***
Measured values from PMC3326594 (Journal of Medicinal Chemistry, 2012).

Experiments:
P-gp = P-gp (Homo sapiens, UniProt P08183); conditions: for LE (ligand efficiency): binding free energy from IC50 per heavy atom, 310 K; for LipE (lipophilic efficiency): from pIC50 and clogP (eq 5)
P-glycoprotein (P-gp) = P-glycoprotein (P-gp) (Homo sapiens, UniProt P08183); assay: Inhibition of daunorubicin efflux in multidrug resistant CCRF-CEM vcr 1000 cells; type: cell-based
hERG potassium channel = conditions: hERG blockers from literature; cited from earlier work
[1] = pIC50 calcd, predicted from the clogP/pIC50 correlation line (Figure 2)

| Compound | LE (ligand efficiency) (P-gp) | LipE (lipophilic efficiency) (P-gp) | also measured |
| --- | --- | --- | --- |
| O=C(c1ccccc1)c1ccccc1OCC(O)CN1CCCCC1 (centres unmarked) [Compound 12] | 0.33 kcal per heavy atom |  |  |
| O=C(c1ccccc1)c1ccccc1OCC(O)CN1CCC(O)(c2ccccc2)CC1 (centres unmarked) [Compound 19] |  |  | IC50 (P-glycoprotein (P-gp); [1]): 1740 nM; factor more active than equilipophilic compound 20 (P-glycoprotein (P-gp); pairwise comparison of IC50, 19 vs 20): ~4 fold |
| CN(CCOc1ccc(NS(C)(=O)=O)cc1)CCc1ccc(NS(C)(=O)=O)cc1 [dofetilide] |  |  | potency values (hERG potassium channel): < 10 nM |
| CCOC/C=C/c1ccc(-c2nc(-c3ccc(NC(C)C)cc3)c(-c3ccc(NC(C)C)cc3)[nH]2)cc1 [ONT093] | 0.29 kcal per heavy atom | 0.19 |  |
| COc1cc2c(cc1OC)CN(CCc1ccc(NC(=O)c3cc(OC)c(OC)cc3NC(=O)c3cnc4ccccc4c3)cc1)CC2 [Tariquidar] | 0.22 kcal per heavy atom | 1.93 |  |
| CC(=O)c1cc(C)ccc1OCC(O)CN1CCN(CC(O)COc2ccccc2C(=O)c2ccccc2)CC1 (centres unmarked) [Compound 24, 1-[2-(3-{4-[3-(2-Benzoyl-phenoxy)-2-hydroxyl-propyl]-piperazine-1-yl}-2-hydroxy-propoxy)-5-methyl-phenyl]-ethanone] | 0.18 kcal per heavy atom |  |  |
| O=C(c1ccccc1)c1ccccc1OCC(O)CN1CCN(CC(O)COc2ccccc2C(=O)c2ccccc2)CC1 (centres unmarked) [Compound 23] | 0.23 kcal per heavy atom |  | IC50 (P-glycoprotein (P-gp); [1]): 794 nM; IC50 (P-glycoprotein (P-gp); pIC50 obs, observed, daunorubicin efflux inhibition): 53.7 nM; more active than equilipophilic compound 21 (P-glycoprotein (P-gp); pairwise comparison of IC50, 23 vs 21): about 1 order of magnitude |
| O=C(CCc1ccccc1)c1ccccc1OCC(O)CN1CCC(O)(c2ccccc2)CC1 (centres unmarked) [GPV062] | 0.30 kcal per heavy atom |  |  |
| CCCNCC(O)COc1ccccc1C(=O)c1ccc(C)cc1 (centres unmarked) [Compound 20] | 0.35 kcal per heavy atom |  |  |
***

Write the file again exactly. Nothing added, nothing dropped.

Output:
Measured values from PMC3326594 (Journal of Medicinal Chemistry, 2012).

Experiments:
P-gp = P-gp (Homo sapiens, UniProt P08183); conditions: for LE (ligand efficiency): binding free energy from IC50 per heavy atom, 310 K; for LipE (lipophilic efficiency): from pIC50 and clogP (eq 5)
P-glycoprotein (P-gp) = P-glycoprotein (P-gp) (Homo sapiens, UniProt P08183); assay: Inhibition of daunorubicin efflux in multidrug resistant CCRF-CEM vcr 1000 cells; type: cell-based
hERG potassium channel = conditions: hERG blockers from literature; cited from earlier work
[1] = pIC50 calcd, predicted from the clogP/pIC50 correlation line (Figure 2)

| Compound | LE (ligand efficiency) (P-gp) | LipE (lipophilic efficiency) (P-gp) | also measured |
| --- | --- | --- | --- |
| O=C(c1ccccc1)c1ccccc1OCC(O)CN1CCCCC1 (centres unmarked) [Compound 12] | 0.33 kcal per heavy atom |  |  |
| O=C(c1ccccc1)c1ccccc1OCC(O)CN1CCC(O)(c2ccccc2)CC1 (centres unmarked) [Compound 19] |  |  | IC50 (P-glycoprotein (P-gp); [1]): 1740 nM; factor more active than equilipophilic compound 20 (P-glycoprotein (P-gp); pairwise comparison of IC50, 19 vs 20): ~4 fold |
| CN(CCOc1ccc(NS(C)(=O)=O)cc1)CCc1ccc(NS(C)(=O)=O)cc1 [dofetilide] |  |  | potency values (hERG potassium channel): < 10 nM |
| CCOC/C=C/c1ccc(-c2nc(-c3ccc(NC(C)C)cc3)c(-c3ccc(NC(C)C)cc3)[nH]2)cc1 [ONT093] | 0.29 kcal per heavy atom | 0.19 |  |
| COc1cc2c(cc1OC)CN(CCc1ccc(NC(=O)c3cc(OC)c(OC)cc3NC(=O)c3cnc4ccccc4c3)cc1)CC2 [Tariquidar] | 0.22 kcal per heavy atom | 1.93 |  |
| CC(=O)c1cc(C)ccc1OCC(O)CN1CCN(CC(O)COc2ccccc2C(=O)c2ccccc2)CC1 (centres unmarked) [Compound 24, 1-[2-(3-{4-[3-(2-Benzoyl-phenoxy)-2-hydroxyl-propyl]-piperazine-1-yl}-2-hydroxy-propoxy)-5-methyl-phenyl]-ethanone] | 0.18 kcal per heavy atom |  |  |
| O=C(c1ccccc1)c1ccccc1OCC(O)CN1CCN(CC(O)COc2ccccc2C(=O)c2ccccc2)CC1 (centres unmarked) [Compound 23] | 0.23 kcal per heavy atom |  | IC50 (P-glycoprotein (P-gp); [1]): 794 nM; IC50 (P-glycoprotein (P-gp); pIC50 obs, observed, daunorubicin efflux inhibition): 53.7 nM; more active than equilipophilic compound 21 (P-glycoprotein (P-gp); pairwise comparison of IC50, 23 vs 21): about 1 order of magnitude |
| O=C(CCc1ccccc1)c1ccccc1OCC(O)CN1CCC(O)(c2ccccc2)CC1 (centres unmarked) [GPV062] | 0.30 kcal per heavy atom |  |  |
| CCCNCC(O)COc1ccccc1C(=O)c1ccc(C)cc1 (centres unmarked) [Compound 20] | 0.35 kcal per heavy atom |  |  |